© Sunil Kumar

© Sunil Kumar

Thanks to everyone who filled in the #AusELT 2015 survey – there’s still time if you would like to participate, and it only takes 5 minutes.

One of the things that is coming across is some not-unexpected mixed feelings towards Twitter.

‘Not unexpected’ because I have mixed feelings about it myself. I couldn’t give a cr@p either what Shia LeBoeuf had for dinner (was it beef?) I don’t follow Shia LeBoeuf though so I don’t have to worry about that. Also if anyone I follow turns out to be really boring, tweet nothing but food pics, make offensive remarks, try to sell me something or whatever, it’s easy. Unfollow. Never see them again. Not in my timeline.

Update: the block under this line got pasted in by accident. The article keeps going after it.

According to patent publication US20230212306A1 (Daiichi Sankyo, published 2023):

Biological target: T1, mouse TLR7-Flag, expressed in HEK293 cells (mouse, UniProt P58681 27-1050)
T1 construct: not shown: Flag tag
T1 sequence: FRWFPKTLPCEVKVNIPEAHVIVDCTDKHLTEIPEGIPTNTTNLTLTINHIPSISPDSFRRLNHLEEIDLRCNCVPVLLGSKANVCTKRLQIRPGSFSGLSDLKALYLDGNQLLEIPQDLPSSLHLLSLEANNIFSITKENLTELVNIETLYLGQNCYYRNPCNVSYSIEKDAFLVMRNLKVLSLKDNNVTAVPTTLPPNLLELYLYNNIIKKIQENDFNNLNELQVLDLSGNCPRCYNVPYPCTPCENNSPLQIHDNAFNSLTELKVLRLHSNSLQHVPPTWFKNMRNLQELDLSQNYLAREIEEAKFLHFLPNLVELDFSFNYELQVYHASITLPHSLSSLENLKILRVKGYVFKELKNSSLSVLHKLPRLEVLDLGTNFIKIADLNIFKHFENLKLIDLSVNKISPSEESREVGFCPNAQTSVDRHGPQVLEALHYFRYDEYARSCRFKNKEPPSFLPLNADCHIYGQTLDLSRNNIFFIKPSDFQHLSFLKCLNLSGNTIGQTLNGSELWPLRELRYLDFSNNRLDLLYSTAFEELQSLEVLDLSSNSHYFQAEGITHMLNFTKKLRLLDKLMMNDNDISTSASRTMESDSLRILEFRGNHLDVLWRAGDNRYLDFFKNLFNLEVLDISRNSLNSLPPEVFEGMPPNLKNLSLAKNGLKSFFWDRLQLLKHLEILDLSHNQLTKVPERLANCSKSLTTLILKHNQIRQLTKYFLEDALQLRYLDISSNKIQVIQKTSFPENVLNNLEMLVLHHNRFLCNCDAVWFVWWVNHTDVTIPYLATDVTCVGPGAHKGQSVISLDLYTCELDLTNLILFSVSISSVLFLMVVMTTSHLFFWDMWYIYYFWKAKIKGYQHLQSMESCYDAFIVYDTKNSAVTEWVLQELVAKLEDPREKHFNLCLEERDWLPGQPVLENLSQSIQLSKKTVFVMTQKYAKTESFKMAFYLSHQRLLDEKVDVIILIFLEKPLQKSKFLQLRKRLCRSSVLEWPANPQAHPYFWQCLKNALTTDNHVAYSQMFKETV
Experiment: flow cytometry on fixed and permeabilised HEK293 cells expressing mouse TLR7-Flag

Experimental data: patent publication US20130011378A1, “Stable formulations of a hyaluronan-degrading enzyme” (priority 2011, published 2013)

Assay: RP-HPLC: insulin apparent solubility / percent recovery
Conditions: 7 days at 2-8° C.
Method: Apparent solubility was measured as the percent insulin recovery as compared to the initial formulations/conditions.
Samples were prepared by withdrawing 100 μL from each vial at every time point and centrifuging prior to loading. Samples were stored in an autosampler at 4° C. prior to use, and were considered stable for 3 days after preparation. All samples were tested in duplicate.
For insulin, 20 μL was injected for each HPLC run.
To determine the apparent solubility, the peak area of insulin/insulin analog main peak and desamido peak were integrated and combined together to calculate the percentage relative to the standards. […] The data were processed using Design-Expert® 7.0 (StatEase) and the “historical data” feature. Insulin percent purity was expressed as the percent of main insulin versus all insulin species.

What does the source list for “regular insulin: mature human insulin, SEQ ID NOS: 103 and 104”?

I’ll tell you who I do follow: people who inspire me, who answer my questions, who support me, and who share some really great content to do with things that I am interested in.

I’ll scare you even more now by telling you that I wouldn’t even be in ELT now if I hadn’t discovered people through Twitter who made me feel like it was interesting again and full of questions and challenges and rewards.

I wouldn’t be able to do my current job as an editor of the English Australia Journal as I wouldn’t have access to such a range of amazing, creative and thought-provoking ELT professionals from around the world, and I wouldn’t know what people are talking about, what new ideas are being discussed, what controversies have been raised.

I wouldn’t be able to share so many incredibly useful sites, posts, videos, apps and more with my students because I just wouldn’t have discovered them.